Born: November 10, 1941;

Died: October 12, 2022.

PROFESSOR David Green, who has died after a short illness at the age of 80, was so well known that he lived in daily fear of being warmly greeted by strangers whom he couldn’t quite place. He had after all, accumulated a vast number of friends, colleagues and former students.

In a long career at Glasgow University he had risen from undergraduate to Vice Principal, and in retirement had lent his skills to a wide range of organisations. He was also a renowned civil engineer.

As a young man he attended Berkeley University, California, to study for a Master’s degree. His arrival there coincided with student unrest over the Vietnam War and civil rights. Much as he might have sympathised, any participation would have led to deportation, so he remained a bystander to the protests.

He was intrigued and fascinated by the personalities, lifestyles and opinions he encountered. He even chanced upon Alexander Kerensky, the exiled head of the pre-Bolshevik Russian Revolutionary government, and invited him to lunch, and in later life he only mentioned this when his children studied history at school.

David Green was born in Heanor, in Derbyshire’s Amber Valley district, in 1941, but due to the war his early years were spent in Derby. He had fond memories of Bemrose Grammar School for Boys, despite being caned, an altruistic attempt to link boys with dates at the local girls school having been deemed to be a vice ring. This transgression even reached the pages of The Daily Sketch.

His time at Bemrose was cut short by a family move to Falkirk, Stirlingshire, which was without doubt resented by the teenage Derby lad. He became so disruptive that the school did not want to let him sit Highers, advising him to get a job fixing telephones instead. His father supported him and somehow exams were sat and a place gained at Glasgow University to study Civil Engineering. He never looked back, gaining a first-class degree in Civil Engineering before heading for Berkeley.

His research was in the new field of Finite Element Analysis, which utilised early computers to permit structures and buildings to be built of hitherto impossible complexity. His development of the FLASH program at Glasgow and the ETH Institute in Zurich was so far ahead of its time that it remained the standard tool for engineers throughout Europe for decades. He particularly valued a letter from the Massachusetts Institute of Technology, where the original theory of FEA was developed, asking him to explain how he had put the theory into practice as they had so far been unable to do it.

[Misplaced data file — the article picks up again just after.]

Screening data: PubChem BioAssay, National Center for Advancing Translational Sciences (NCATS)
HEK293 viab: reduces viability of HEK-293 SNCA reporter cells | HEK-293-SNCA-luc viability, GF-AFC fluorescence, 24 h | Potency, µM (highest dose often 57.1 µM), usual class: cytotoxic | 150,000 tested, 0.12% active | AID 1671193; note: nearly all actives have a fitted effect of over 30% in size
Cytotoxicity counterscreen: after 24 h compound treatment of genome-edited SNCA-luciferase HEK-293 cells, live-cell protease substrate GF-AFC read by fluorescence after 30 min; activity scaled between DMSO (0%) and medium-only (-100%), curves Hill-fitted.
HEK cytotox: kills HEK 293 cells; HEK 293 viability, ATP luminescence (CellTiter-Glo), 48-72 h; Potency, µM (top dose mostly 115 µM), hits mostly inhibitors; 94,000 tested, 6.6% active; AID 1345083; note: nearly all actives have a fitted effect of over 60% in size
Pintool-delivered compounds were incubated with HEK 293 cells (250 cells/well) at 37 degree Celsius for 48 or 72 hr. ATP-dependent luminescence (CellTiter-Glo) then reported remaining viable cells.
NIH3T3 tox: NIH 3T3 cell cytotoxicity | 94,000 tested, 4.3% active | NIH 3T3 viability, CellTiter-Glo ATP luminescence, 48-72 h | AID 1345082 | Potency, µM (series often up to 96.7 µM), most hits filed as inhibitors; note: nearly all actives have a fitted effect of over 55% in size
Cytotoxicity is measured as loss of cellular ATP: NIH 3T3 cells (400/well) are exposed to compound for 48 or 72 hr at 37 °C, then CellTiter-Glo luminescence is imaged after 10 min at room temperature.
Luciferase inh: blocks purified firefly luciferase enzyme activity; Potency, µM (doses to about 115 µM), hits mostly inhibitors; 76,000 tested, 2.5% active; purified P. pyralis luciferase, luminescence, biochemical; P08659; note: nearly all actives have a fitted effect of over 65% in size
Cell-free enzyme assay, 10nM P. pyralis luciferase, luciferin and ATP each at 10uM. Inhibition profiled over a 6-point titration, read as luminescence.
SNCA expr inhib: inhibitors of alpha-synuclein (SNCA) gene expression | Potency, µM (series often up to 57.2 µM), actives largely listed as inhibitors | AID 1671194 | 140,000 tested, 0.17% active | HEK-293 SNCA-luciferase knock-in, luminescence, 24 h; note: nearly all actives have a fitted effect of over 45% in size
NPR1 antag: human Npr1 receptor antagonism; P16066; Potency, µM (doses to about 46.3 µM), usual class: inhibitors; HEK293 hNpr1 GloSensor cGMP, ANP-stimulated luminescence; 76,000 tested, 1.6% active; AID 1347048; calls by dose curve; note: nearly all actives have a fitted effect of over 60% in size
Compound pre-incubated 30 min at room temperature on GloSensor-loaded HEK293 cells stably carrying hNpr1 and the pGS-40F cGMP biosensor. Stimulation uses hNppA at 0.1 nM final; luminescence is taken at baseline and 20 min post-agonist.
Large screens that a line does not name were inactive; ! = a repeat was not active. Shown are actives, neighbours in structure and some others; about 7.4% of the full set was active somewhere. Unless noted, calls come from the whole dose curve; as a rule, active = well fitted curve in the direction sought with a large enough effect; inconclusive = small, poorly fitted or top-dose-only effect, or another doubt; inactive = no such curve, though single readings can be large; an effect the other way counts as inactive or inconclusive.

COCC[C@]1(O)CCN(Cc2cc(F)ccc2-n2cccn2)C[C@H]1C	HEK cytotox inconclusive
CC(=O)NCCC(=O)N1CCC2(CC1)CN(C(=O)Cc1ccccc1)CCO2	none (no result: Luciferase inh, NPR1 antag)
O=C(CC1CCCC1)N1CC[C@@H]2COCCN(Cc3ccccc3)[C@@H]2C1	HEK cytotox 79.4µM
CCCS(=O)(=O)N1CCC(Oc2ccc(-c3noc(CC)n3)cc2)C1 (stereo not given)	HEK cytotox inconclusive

Whilst at Berkeley he was approached by NASA to use FE Analysis on the Saturn rockets being designed for the Moon missions. Typically he dismissed this contribution, saying that NASA was asking everyone in the country with a calculator at the time.

There were definitely lucrative career opportunities but he was always an academic at heart and a teaching post drew him back to Glasgow to complete his PhD. There Green met and married Margaret Cuthbert. Their son, Nick, was born soon afterwards, followed by a daughter, Clare.

Returning to Glasgow from Zurich in the mid-1970s, Green continued his research and teaching while pursuing less orthodox adventures. A series of accidental meetings led to him taking stewardship of Lubnaclach, one of the most remote houses in Scotland, located in the heart of Rannoch Moor.

Over the following years the house became a popular shelter for all manner of visitors, from visiting academics to vagabond climbers. It was common to see a line of figures, including small children, wending their way across the moor from Corrour station loaded down with suitcases and a specially-made tea chest with pram wheels, on their way for a holiday at Lubnaclach.

At the same time the family moved to a row of derelict 17th century estate cottages near Bishopton. After a winter without electricity, and snow falling inside the bedrooms, renovation work was completed to make a comfortable family home, where they remained for many years.

Later, a similar project in Knapdale led to strong connections within the communities around Loch Sween, where he became well known for his gardening skills, winning the local cup for fruit and vegetables many times.

Modernisation of the management structures within the University gave Green the opportunity for a new direction in his career. He rose from Head of Department to Dean of Engineering and then Vice Principal, taking particular responsibility for the University Estates and quickly mastering the complexities of contract management.

His rigorous professionalism was put to use guiding major projects such as the University Medical School and the SCENE Research Centre on Loch Lomond. In retirement he donated his time and skill to organisations such as the National Trust for Scotland, Glasgow Art Club and Kilmartin Museum.

Green was incomparable as a host. He would often profess patently ludicrous opinions at the dinner table in order to generate a more heated debate. When passions had reached a peak he would skilfully defuse the situation and launch a series of hilarious and equally dubious anecdotes before managing to throw everyone out without causing offence.

His interests included mountaineering, marathon running and latterly cycling. Always keen to learn, he became knowledgeable in literature, poetry and art.

Despite all his achievements he remained unconventional, modest and completely uninterested in status symbols, always thoughtful and generous of his time. He will be widely remembered as a man of great intelligence, warmth and generosity. He is survived by Margaret, children Nick and Clare, grandchildren Alexander and Hannah and his sister, Barbara.